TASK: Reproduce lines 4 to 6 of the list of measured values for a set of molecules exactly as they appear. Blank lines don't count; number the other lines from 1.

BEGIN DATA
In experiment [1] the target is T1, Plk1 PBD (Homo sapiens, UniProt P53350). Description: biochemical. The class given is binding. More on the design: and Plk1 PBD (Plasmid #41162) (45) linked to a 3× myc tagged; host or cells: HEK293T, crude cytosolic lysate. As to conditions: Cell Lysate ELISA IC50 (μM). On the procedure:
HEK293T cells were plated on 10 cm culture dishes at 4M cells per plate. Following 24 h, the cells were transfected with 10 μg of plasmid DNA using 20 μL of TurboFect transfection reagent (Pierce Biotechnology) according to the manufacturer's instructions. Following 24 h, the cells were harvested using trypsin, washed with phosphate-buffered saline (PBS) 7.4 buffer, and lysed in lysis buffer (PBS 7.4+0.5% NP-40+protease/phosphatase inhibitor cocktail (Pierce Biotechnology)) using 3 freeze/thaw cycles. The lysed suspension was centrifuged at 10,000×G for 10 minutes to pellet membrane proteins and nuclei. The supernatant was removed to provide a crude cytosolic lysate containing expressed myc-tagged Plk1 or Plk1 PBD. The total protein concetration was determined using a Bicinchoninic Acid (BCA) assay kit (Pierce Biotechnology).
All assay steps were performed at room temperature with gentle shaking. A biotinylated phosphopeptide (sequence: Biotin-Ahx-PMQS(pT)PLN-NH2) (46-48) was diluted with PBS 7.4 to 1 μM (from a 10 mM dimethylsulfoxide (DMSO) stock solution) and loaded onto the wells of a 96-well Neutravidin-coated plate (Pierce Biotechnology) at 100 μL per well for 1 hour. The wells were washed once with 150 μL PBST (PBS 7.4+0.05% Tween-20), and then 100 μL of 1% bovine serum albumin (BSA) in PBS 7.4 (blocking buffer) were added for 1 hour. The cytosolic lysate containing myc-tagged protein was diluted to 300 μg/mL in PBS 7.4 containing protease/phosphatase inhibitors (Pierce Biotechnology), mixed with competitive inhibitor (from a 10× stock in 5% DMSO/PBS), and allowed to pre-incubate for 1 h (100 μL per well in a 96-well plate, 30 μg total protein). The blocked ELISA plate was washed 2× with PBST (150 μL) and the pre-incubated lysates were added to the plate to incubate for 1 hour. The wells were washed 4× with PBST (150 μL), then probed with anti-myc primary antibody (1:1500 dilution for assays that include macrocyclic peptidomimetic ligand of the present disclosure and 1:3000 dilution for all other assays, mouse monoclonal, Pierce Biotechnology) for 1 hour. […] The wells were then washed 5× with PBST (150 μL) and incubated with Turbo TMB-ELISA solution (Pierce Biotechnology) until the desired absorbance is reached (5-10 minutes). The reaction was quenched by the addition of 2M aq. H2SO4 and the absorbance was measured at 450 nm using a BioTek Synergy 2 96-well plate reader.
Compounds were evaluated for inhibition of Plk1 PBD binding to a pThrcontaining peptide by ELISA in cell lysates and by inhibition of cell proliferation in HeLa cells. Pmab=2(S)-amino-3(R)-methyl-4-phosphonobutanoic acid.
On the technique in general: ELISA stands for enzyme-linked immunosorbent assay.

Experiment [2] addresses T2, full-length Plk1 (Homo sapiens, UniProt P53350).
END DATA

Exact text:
Compounds were evaluated for inhibition of Plk1 PBD binding to a pThrcontaining peptide by ELISA in cell lysates and by inhibition of cell proliferation in HeLa cells. Pmab=2(S)-amino-3(R)-methyl-4-phosphonobutanoic acid.
On the technique in general: ELISA stands for enzyme-linked immunosorbent assay.

Experiment [2] addresses T2, full-length Plk1 (Homo sapiens, UniProt P53350).